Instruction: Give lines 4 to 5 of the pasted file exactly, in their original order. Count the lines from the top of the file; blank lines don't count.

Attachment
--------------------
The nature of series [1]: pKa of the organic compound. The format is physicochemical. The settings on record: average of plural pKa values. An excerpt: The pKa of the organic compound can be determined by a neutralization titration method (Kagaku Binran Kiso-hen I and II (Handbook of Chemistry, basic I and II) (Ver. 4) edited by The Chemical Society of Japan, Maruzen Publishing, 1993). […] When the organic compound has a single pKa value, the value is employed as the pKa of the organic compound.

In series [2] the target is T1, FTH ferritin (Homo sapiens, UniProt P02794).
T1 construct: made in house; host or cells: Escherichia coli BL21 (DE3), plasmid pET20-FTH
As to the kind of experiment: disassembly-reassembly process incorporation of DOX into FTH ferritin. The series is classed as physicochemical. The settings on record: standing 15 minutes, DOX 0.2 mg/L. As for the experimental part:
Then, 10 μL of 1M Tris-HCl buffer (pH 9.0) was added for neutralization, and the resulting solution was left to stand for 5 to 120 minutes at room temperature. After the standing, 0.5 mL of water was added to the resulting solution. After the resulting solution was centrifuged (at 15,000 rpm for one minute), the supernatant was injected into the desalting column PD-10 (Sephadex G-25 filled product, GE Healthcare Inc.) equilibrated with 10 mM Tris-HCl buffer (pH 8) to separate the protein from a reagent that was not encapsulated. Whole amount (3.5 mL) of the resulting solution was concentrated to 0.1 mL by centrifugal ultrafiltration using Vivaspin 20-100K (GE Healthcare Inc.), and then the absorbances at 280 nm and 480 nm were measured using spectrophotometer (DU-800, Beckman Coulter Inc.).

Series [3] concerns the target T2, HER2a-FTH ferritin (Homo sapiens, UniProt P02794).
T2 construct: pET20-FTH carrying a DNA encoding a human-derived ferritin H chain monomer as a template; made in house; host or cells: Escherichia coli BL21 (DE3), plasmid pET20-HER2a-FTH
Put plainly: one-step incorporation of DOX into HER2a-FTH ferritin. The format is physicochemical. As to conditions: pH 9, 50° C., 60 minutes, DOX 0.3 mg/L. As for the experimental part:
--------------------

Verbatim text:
As to the kind of experiment: disassembly-reassembly process incorporation of DOX into FTH ferritin. The series is classed as physicochemical. The settings on record: standing 15 minutes, DOX 0.2 mg/L. As for the experimental part:
Then, 10 μL of 1M Tris-HCl buffer (pH 9.0) was added for neutralization, and the resulting solution was left to stand for 5 to 120 minutes at room temperature. After the standing, 0.5 mL of water was added to the resulting solution. After the resulting solution was centrifuged (at 15,000 rpm for one minute), the supernatant was injected into the desalting column PD-10 (Sephadex G-25 filled product, GE Healthcare Inc.) equilibrated with 10 mM Tris-HCl buffer (pH 8) to separate the protein from a reagent that was not encapsulated. Whole amount (3.5 mL) of the resulting solution was concentrated to 0.1 mL by centrifugal ultrafiltration using Vivaspin 20-100K (GE Healthcare Inc.), and then the absorbances at 280 nm and 480 nm were measured using spectrophotometer (DU-800, Beckman Coulter Inc.).